The national office vacancy rate climbed to 13.4 per cent in the fourth quarter of 2020, CBRE reported. That’s the country’s highest available amount office space since 2004.

That grew to 14.6 per cent for the first quarter of 2021, up from 10.3 per cent at the same time last year, which covers the period before the worst of pandemic’s economic effects hit.

Some cities appear to be coping: vacancy rates in Vancouver, Waterloo and Ottawa rates were as low as 6.3, 9.3 and 9.6 per cent respectively for the first quarter. But in Alberta, where the devastated oil industry combined with the broader downturn, more than one in four Calgary offices and one in five Edmonton properties remain vacant.


Joe Biden hopes to stop American multinationals booking huge profits abroad

The Economist

Janet Yellen, America’s treasury secretary, has proposed a global minimum corporate-tax rate, calling for an end to what she termed a “race to the bottom”. It is hard to quibble with that assessment. According to the Tax Foundation, a think-tank, average corporate-tax rates around the world have plummeted from 40% in 1980 to 24% in 2020. Tax havens such as the Cayman and British Virgin Islands, which offer bargain-basement rates to entice multinational companies, have led the way down. In the 1960s less than 10% of foreign profits earned by American multinationals (excluding oil companies) was booked in these low-tax jurisdictions; by 2018 that percentage had risen above 50%. By one estimate, America’s Internal Revenue Service (IRS) misses out on nearly $65bn in tax revenue a year because of profits booked in tax havens.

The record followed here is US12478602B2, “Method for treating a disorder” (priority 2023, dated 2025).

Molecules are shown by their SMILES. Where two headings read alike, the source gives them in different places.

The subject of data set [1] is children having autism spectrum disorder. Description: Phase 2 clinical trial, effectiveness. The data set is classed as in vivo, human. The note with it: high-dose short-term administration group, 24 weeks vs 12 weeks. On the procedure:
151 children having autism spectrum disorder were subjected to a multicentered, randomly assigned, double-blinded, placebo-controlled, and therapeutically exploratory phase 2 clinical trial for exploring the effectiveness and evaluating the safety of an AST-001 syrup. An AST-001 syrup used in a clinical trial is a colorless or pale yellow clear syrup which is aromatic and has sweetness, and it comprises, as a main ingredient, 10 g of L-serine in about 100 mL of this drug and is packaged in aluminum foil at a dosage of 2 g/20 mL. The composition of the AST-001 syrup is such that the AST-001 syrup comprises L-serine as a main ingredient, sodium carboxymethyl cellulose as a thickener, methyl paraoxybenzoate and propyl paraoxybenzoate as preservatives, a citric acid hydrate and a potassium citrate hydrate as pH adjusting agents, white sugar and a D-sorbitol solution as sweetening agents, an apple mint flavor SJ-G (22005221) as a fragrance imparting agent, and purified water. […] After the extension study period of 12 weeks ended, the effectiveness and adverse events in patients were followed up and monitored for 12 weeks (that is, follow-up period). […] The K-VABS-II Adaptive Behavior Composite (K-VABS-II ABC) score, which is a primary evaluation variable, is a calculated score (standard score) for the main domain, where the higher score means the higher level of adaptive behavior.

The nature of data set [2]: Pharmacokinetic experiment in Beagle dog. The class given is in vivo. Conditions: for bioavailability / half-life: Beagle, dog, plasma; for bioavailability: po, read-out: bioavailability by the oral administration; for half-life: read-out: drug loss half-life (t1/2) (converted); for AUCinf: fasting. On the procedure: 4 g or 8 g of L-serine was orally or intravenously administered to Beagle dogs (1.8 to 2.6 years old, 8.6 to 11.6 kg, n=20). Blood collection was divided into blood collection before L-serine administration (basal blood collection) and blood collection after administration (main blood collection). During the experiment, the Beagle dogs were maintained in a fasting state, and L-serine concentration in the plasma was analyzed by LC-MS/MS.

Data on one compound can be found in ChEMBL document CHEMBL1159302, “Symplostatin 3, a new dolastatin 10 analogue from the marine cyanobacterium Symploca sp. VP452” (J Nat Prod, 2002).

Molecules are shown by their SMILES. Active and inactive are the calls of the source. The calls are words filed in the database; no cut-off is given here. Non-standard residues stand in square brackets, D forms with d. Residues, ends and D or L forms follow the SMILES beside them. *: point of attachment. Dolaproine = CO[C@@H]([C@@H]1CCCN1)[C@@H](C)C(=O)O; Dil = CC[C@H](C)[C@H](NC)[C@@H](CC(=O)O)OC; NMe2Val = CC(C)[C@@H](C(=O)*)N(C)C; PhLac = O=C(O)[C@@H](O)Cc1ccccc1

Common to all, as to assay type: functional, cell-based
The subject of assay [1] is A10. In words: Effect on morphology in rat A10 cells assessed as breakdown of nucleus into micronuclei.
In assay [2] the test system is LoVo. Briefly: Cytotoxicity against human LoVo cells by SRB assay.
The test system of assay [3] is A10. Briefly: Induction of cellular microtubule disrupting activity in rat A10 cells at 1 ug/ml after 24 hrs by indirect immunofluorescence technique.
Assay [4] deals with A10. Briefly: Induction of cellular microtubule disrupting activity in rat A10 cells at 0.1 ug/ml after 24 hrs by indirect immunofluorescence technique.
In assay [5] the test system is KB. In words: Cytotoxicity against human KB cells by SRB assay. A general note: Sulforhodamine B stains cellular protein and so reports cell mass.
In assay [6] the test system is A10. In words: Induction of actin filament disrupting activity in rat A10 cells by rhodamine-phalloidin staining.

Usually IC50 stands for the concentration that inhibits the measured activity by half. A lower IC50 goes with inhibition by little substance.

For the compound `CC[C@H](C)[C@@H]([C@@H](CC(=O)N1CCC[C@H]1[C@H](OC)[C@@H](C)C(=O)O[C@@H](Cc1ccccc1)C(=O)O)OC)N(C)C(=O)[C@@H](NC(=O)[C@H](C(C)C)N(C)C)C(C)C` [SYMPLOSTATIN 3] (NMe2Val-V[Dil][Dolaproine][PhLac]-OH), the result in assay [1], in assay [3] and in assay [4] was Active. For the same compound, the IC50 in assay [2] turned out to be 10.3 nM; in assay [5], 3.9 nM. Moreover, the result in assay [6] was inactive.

Niagara COVID status tracker (March 28-April 3)

Niagara’s most up-to-date COVID statistics, measured against the targets for the various stages of the Ontario COVID-19 Response Framework, are presented below. This does not predict government policy, but is offered to give you an idea of where Niagara is situated and how likely a relaxation (or further restrictions) may be. These data are the most recent published by Niagara Region. The Grey-Lockdown level does not have its own metrics, but is triggered when the COVID-specific measurements in a Red-Control region have continued to deteriorate.

▲: Metric has increased since last published measurement

▼: Metric has decreased since last published measurement

 December 18December 25January 1January 8January 15January 22January 29
Reproductive number1.41.81.41.11.00.70.9
New cases per 100,000101.2267.3469.8575.8507.1295.5250.6
New cases per day (not including outbreaks)60.7178.7311.7376.9325.4182.7145.7
Percent of hospital beds occupied97%95.2%98.2%103.2%104.5%103.6%106%
Percent of intensive care beds occupied78.8%77.3%87.9%87.9%90.9%89.4%93.9%
Percentage of positive tests6.1%15.6%28.1%28.6%26.6%21.2%16.2%

Definitions:

  • Weekly Incidence Rate: the number of new COVID-19 cases per 100,000 people per week
  • Percent Positivity: the number of positive COVID-19 tests as a percentage of all COVID-19 tests performed
  • Rt: the reproductive rate, or the number of people infected by each case of the virus

Niagara COVID vaccination tracker (April 12)

Niagara’s most up-to-date vaccination numbers are presented below, along with comparison data from Ontario, Canada, and G7 countries.

Total doses administered in Niagara: 109,731

Total doses administered in Niagara since yesterday: 3,484

 Percentage of population with one dosePercentage of population fully vaccinated
Niagara82.7%78.2%
Ontario84.6%79.1%
Canada84.7%78.6%
United States75%64%
United Kingdom78%72%
Germany76%74%
France80%77%
Italy83%76%
Japan80%79%
World63%53%

Data are drawn from Niagara Region, the Government of Ontario, and Oxford University’s Our World in Data project.


Information on government grants, resources, and programs, policies, forms, and posters for download and use, are available here.The GNCC is here to support you. Contact us with any questions you have.